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Brooks Wilson's Economics Blog: The Political Sale of Liberty

Thursday, April 22, 2010

The Political Sale of Liberty

Libertarians, originally known as liberals, value liberty or freedom above other political objectives and more than other political groups.  In "The Road to Serfdom", F.A. Hayek defined liberty as
...freedom from coercion, freedom from the arbitrary power of other men, release from the ties which left the individual no choice but obedience to the orders of a superior to whom he was attached. 
Milton Friedman made the same point and tied individual liberty with competitive capitalism (Milton Friedman, "Capitalism and Freedom").
As it developed in the late eighteenth and early nineteenth centuries, the intellectual movement that went under the name of liberalism emphasized freedom as the ultimate goal and the individual as the ultimate entity in society...The kind of economic organization that provides economic freedom directly, namely, competitive capitalism, also promotes political freedom because it separates economic power from political power and in this way enables one to offset the other.
The title of liberal had value and was wrested from the original philosophers who supported freedom and liberty by a political philosophy that valued state intervention to achieve desired outcomes. Milton Friedman observes in "Capitalism and Freedom"
Beginning in the late nineteenth century, and especially after 1930 in the United States, the term liberalism came to be associated with a very different emphasis, particularly in economic policy.  It came to be associated with a readiness to rely primarily on the state rather than on private voluntary arrangements to achieve objectives regarded as desirable.  The catchwords became welfare and equality rather than freedom.  The nineteenth century liberal regarded an extension of freedom as the most effective way to promote welfare and equality as either prerequisites of or alternatives to freedom.  In the name of welfare and equality, the twentieth-century liberal has come to favor a revival of the very policies of state intervention and paternalism against which classical liberalism fought.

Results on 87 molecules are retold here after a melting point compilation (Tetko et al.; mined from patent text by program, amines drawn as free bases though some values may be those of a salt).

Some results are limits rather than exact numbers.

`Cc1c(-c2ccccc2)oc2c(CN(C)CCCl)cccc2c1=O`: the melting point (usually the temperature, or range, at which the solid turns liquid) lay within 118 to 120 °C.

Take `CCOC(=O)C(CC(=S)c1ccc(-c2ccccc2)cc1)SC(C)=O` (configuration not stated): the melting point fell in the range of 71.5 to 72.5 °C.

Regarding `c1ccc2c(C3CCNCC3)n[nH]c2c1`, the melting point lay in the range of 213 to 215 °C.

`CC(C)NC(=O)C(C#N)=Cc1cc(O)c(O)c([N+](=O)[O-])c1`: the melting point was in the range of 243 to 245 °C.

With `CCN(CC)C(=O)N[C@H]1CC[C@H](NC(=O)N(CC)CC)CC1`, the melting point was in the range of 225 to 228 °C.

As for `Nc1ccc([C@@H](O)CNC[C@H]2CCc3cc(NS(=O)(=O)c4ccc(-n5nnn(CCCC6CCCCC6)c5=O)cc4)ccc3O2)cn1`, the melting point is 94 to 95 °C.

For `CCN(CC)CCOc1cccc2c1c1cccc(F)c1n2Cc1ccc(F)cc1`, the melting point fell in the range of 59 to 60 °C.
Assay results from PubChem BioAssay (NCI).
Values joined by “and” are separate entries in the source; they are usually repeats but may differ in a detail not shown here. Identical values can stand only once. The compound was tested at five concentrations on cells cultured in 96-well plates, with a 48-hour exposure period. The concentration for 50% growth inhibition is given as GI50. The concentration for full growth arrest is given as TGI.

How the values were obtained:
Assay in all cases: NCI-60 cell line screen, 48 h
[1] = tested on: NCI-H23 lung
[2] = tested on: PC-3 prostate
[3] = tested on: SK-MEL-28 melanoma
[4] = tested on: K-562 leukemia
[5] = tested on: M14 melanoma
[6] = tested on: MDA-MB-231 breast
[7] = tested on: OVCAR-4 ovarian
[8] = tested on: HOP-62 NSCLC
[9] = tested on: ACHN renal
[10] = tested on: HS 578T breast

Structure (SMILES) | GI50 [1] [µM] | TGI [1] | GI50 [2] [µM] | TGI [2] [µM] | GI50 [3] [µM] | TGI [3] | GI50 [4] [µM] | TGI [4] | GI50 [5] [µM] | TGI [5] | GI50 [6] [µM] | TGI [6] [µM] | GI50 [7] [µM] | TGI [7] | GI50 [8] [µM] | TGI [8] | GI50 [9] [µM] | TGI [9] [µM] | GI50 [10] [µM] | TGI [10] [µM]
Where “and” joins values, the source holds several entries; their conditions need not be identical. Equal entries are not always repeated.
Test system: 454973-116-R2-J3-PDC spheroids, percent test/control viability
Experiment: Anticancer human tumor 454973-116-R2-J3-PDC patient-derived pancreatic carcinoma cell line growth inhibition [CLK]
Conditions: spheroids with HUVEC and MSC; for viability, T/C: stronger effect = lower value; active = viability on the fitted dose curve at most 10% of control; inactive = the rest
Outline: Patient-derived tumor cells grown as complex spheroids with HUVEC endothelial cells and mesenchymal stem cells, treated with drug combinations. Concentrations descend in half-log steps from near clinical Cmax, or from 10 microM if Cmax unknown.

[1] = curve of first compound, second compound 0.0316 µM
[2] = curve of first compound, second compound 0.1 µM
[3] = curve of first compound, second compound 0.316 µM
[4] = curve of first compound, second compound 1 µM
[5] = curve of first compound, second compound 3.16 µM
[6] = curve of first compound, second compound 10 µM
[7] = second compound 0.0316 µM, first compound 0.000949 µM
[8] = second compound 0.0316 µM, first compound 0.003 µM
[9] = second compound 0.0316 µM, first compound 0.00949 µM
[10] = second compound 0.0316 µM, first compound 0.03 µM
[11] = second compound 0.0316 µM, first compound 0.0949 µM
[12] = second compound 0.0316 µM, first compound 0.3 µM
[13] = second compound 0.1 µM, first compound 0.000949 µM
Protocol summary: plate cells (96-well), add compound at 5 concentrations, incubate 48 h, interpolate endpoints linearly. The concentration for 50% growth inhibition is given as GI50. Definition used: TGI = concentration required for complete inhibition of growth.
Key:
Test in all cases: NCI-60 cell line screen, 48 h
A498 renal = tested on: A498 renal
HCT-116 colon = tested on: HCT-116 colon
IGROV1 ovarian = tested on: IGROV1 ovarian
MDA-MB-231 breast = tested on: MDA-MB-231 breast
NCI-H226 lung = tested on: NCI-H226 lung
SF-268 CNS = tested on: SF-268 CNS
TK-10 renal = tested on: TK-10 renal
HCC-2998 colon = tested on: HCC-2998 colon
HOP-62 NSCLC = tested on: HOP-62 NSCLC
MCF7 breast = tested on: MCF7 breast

In today's lexicon, yesterday's liberals are libertarians.  The first economists, with the exception of Marxists, were libertarians and used their influence to replace mercantilist paternalism, including slavery, with freedom.  Historian Thomas Carlyle dubbed economics as the dismal science for their opposition to slavery and argued that slavery was a superior form of economic organization because replacing slavery with labor markets caused a decline in the moral and economic lives of former slaves. 

Economic research begun by Robert Fogel and Stanley Engerman in "Time on the Cross" does support the claim that slave agriculture was economically viable and that the material conditions (food, housing, hours worked) of slaves compared favorably with industrial workers in the decades preceding the Civil War.  The authors did not support slavery but believed that the intervention of one government against another was necessary to end slavery and establish freedom for slaves.  There work is widely accepted as fundamentally correct (Whaples, Robert, "Where Is There Consensus among American Economic Historians? The Results of a Survey on Forty Propositions" Journal of Economic History 55 (1): 139–154, 1995).   

Many Americans seem willing to trade their freedom for economic comforts and simultaneously bind their neighbors who would maintain their freedoms and yet evidence of that enslavement is abundant.  We have given the federal government power to dictate to us the type of health insurance we buy, the fuel efficiency of cars we drive, the water flow of toilettes we flush, the light bulbs we switch on and the salt we eat.  What freedoms will we lose in the coming year in the name of collective progress?

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